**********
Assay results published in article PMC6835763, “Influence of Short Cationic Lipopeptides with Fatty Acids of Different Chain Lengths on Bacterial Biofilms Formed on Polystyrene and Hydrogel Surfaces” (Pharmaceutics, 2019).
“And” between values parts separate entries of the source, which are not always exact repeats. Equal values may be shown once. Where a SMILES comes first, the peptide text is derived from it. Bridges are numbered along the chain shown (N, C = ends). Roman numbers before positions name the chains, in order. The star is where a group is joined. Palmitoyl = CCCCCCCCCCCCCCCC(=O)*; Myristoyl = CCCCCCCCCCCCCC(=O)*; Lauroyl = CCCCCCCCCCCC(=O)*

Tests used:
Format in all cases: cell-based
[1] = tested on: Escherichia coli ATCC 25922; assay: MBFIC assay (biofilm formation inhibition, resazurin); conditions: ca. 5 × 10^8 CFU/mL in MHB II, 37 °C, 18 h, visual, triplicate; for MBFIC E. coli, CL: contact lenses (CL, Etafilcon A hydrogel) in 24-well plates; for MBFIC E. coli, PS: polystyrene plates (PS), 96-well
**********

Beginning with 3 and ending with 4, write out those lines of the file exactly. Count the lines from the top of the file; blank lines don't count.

Tests used:
Format in all cases: cell-based